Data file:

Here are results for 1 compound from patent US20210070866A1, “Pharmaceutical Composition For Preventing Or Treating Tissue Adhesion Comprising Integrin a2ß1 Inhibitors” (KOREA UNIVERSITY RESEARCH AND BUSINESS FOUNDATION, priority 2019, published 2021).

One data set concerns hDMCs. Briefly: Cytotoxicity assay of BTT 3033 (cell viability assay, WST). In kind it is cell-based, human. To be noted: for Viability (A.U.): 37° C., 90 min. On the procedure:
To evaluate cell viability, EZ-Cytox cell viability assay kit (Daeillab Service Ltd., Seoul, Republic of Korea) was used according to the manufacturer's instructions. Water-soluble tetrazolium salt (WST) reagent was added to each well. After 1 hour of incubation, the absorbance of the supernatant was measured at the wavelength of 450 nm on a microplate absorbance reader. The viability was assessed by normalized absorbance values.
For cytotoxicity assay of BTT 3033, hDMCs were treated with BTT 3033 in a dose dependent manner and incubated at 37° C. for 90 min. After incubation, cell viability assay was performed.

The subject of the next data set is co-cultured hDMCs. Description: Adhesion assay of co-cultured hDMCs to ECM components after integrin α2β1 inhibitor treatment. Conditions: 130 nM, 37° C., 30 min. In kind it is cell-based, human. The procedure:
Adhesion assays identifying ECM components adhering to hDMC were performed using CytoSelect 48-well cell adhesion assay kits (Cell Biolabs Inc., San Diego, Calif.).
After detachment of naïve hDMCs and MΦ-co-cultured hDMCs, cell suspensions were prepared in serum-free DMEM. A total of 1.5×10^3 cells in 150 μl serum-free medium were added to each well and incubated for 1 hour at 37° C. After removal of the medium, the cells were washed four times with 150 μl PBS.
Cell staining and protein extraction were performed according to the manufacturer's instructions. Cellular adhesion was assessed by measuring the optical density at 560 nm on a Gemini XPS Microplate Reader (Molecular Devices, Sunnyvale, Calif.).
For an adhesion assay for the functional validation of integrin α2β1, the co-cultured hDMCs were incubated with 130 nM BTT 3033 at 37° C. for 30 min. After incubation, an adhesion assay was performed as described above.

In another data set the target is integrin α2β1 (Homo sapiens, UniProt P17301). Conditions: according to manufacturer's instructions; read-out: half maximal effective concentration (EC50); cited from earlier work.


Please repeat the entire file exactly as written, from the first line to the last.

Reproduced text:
Here are results for 1 compound from patent US20210070866A1, “Pharmaceutical Composition For Preventing Or Treating Tissue Adhesion Comprising Integrin a2ß1 Inhibitors” (KOREA UNIVERSITY RESEARCH AND BUSINESS FOUNDATION, priority 2019, published 2021).

One data set concerns hDMCs. Briefly: Cytotoxicity assay of BTT 3033 (cell viability assay, WST). In kind it is cell-based, human. To be noted: for Viability (A.U.): 37° C., 90 min. On the procedure:
To evaluate cell viability, EZ-Cytox cell viability assay kit (Daeillab Service Ltd., Seoul, Republic of Korea) was used according to the manufacturer's instructions. Water-soluble tetrazolium salt (WST) reagent was added to each well. After 1 hour of incubation, the absorbance of the supernatant was measured at the wavelength of 450 nm on a microplate absorbance reader. The viability was assessed by normalized absorbance values.
For cytotoxicity assay of BTT 3033, hDMCs were treated with BTT 3033 in a dose dependent manner and incubated at 37° C. for 90 min. After incubation, cell viability assay was performed.

The subject of the next data set is co-cultured hDMCs. Description: Adhesion assay of co-cultured hDMCs to ECM components after integrin α2β1 inhibitor treatment. Conditions: 130 nM, 37° C., 30 min. In kind it is cell-based, human. The procedure:
Adhesion assays identifying ECM components adhering to hDMC were performed using CytoSelect 48-well cell adhesion assay kits (Cell Biolabs Inc., San Diego, Calif.).
After detachment of naïve hDMCs and MΦ-co-cultured hDMCs, cell suspensions were prepared in serum-free DMEM. A total of 1.5×10^3 cells in 150 μl serum-free medium were added to each well and incubated for 1 hour at 37° C. After removal of the medium, the cells were washed four times with 150 μl PBS.
Cell staining and protein extraction were performed according to the manufacturer's instructions. Cellular adhesion was assessed by measuring the optical density at 560 nm on a Gemini XPS Microplate Reader (Molecular Devices, Sunnyvale, Calif.).
For an adhesion assay for the functional validation of integrin α2β1, the co-cultured hDMCs were incubated with 130 nM BTT 3033 at 37° C. for 30 min. After incubation, an adhesion assay was performed as described above.

In another data set the target is integrin α2β1 (Homo sapiens, UniProt P17301). Conditions: according to manufacturer's instructions; read-out: half maximal effective concentration (EC50); cited from earlier work.